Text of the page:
But with the Nixon Pro-Jax™ equipment they use today, homes can be raised in excess of 6.5 metres with capacity to build two new levels underneath.

‘Our main interest now is specialising in high lifts, or house raising on difficult blocks or steep sites,’ Zak explains. The clever jack system they use sits outside the footprint of the building, leaving all the space underneath free for the other trades to work in. All equipment required fits on a specialised trailer, as access can be challenging in the older areas.

‘We raise a house to its new construction height, install the support steel on new foundations, and transfer the building load onto the newly installed structure’ he says.

‘We recently lifted a house 6.5 metres on the side of Castle Hill in Townsville. Access was very difficult, the support, steel and lifting equipment was crane lifted into position. With clever engineering we were able to manage complex anchorage and bracing factors, and of course it’s the height that added this complexity.’

Many lifts in Queensland are on hillsides, some with other homes quite close. The Pro-Jax™ system sits outside the footprint of the building structure with 500kg universal support beams lifted by the jacking system so that the structure maintains integrity despite sloping terrain.

‘In Brisbane, it’s a novelty to see a house lifted 6.5 metres’

For lifting a house two storeys, Nixon Pro-Jax™ will raise the house one level and demolish the old support structure. ‘This allows the contractor to construct the new ground level. We will then raise the building to full height and connect the two levels,’ Zac says.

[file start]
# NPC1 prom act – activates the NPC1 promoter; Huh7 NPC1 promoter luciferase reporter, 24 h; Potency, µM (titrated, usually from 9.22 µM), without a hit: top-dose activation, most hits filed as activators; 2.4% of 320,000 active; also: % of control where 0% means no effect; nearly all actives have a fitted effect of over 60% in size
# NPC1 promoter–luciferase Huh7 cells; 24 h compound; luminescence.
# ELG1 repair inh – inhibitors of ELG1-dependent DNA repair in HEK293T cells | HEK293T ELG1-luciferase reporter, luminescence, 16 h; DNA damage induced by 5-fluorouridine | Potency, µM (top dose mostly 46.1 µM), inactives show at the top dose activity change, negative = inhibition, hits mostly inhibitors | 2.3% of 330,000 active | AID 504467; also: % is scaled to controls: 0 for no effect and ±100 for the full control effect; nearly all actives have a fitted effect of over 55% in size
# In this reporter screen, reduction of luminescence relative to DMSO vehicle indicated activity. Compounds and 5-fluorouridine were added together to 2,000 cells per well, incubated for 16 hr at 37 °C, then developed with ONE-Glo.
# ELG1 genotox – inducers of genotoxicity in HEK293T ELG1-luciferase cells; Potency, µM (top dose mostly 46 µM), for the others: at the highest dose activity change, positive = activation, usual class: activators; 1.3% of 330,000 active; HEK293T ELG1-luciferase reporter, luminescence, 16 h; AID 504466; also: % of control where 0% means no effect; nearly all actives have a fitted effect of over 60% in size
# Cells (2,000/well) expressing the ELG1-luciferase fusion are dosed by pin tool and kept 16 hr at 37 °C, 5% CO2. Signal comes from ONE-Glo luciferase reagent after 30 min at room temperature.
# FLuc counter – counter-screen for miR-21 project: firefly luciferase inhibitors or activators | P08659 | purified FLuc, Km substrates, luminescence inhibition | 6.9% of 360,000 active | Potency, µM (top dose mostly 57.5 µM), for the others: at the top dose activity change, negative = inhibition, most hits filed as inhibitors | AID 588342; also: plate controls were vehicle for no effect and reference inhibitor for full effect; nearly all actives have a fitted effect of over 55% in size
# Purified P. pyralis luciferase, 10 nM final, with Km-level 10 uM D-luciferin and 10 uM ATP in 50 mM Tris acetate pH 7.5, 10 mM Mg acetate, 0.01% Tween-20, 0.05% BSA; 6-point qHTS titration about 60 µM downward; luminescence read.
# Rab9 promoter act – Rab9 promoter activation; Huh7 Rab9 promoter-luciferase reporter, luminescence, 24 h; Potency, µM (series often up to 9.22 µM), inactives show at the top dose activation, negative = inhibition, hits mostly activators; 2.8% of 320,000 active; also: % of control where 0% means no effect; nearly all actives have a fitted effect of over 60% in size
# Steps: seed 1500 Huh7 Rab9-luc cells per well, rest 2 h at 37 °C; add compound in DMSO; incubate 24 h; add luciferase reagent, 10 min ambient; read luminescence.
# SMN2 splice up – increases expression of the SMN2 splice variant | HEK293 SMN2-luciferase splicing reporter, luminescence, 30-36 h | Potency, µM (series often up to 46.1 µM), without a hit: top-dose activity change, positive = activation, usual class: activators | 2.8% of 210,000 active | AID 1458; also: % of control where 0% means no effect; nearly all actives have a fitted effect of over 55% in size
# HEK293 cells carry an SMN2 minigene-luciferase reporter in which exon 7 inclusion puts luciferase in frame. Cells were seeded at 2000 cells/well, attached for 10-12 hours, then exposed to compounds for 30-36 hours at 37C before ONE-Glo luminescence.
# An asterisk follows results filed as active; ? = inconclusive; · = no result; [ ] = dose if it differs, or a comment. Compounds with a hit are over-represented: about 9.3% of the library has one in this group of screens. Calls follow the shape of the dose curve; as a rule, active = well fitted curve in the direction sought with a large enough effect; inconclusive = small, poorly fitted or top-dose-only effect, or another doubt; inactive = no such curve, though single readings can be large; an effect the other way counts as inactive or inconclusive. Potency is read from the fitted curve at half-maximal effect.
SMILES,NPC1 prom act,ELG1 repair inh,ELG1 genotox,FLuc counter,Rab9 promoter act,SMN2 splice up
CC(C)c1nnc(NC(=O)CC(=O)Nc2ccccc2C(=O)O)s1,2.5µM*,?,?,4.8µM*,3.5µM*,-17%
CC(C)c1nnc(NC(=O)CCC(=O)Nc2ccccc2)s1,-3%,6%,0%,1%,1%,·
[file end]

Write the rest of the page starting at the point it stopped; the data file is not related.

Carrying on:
‘We’ve done a lot of work developing our techniques, especially safety aspects. The system is designed so that you only need two people to raise a house, but it is more effective with three or four,’ he adds.

‘The supporting beams go in from side to side. We use six pier jacks for an average house, four for a small one, and up to ten for a large structure. The jacks are positioned along the sides of the house and support the lifting beams that span the full width of the building. Where the building requires shifting or rotating we employ a roller system that operates on a matrix of steel beams’.

These days the trailer spends a lot of time on the road, as Nixon’s expertise in house raising sees them in high demand throughout Queensland. The team is now so busy subcontracting with house raising work, they leave the construction work to primary contractors.

A whole house lifted up on jacks is quite a dramatic sight, so the Nixon Pro-Jax™ jobs attract a lot of attention. ‘In Brisbane, it’s a novelty to see a house lifted 6.5 metres. We see people taking photos, and sending text messages to come and have a look. House raising is not uncommon in Queensland, but it is still a sight to see.’

Raising up a timber house seems like a no brainer, allowing a whole new storey to be built underneath without taking away any of the garden area, and without compromising a heritage style house. But there is a lot to consider after the house is lifted.

Zak explains, ‘The elements to consider when raising a property are electrical and plumbing upgrades, compliant access, new stairs, balustrade rail, column and support steel and necessary bracing which are all minimum requirements for certification to obtain a Certificate of Occupancy.’

There’s plenty of work about – ‘They’ve been constructing buildings for more than 150 years in Queensland, so we have a lot of work to do!’ Zak says.